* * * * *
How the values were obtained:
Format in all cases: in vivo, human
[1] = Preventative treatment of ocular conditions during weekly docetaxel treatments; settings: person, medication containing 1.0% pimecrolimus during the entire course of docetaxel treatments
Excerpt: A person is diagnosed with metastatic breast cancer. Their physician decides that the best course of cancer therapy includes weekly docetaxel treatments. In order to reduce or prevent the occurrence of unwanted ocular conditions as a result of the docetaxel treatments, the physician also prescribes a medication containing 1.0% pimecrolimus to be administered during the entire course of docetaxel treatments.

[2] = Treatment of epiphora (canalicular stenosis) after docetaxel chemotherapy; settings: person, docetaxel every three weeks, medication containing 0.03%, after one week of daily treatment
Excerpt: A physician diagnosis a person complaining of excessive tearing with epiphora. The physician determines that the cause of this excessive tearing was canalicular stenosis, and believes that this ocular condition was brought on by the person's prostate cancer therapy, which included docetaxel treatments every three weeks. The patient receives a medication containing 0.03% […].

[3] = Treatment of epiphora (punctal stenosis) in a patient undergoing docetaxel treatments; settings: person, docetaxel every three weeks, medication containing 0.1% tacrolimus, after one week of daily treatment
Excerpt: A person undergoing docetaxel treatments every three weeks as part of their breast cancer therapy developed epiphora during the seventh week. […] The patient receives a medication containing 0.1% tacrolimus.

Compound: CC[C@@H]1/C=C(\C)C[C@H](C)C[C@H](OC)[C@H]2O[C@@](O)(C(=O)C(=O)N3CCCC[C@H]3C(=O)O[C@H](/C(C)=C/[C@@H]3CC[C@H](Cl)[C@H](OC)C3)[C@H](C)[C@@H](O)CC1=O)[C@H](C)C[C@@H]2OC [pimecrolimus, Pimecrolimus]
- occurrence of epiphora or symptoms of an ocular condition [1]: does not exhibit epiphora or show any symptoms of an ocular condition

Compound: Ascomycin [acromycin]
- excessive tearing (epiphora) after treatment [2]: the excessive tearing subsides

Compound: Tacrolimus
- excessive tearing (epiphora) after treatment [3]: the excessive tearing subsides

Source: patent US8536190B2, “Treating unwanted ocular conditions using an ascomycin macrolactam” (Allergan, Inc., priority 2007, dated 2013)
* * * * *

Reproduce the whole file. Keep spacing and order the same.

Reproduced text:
How the values were obtained:
Format in all cases: in vivo, human
[1] = Preventative treatment of ocular conditions during weekly docetaxel treatments; settings: person, medication containing 1.0% pimecrolimus during the entire course of docetaxel treatments
Excerpt: A person is diagnosed with metastatic breast cancer. Their physician decides that the best course of cancer therapy includes weekly docetaxel treatments. In order to reduce or prevent the occurrence of unwanted ocular conditions as a result of the docetaxel treatments, the physician also prescribes a medication containing 1.0% pimecrolimus to be administered during the entire course of docetaxel treatments.

[2] = Treatment of epiphora (canalicular stenosis) after docetaxel chemotherapy; settings: person, docetaxel every three weeks, medication containing 0.03%, after one week of daily treatment
Excerpt: A physician diagnosis a person complaining of excessive tearing with epiphora. The physician determines that the cause of this excessive tearing was canalicular stenosis, and believes that this ocular condition was brought on by the person's prostate cancer therapy, which included docetaxel treatments every three weeks. The patient receives a medication containing 0.03% […].

[3] = Treatment of epiphora (punctal stenosis) in a patient undergoing docetaxel treatments; settings: person, docetaxel every three weeks, medication containing 0.1% tacrolimus, after one week of daily treatment
Excerpt: A person undergoing docetaxel treatments every three weeks as part of their breast cancer therapy developed epiphora during the seventh week. […] The patient receives a medication containing 0.1% tacrolimus.

Compound: CC[C@@H]1/C=C(\C)C[C@H](C)C[C@H](OC)[C@H]2O[C@@](O)(C(=O)C(=O)N3CCCC[C@H]3C(=O)O[C@H](/C(C)=C/[C@@H]3CC[C@H](Cl)[C@H](OC)C3)[C@H](C)[C@@H](O)CC1=O)[C@H](C)C[C@@H]2OC [pimecrolimus, Pimecrolimus]
- occurrence of epiphora or symptoms of an ocular condition [1]: does not exhibit epiphora or show any symptoms of an ocular condition

Compound: Ascomycin [acromycin]
- excessive tearing (epiphora) after treatment [2]: the excessive tearing subsides

Compound: Tacrolimus
- excessive tearing (epiphora) after treatment [3]: the excessive tearing subsides

Source: patent US8536190B2, “Treating unwanted ocular conditions using an ascomycin macrolactam” (Allergan, Inc., priority 2007, dated 2013)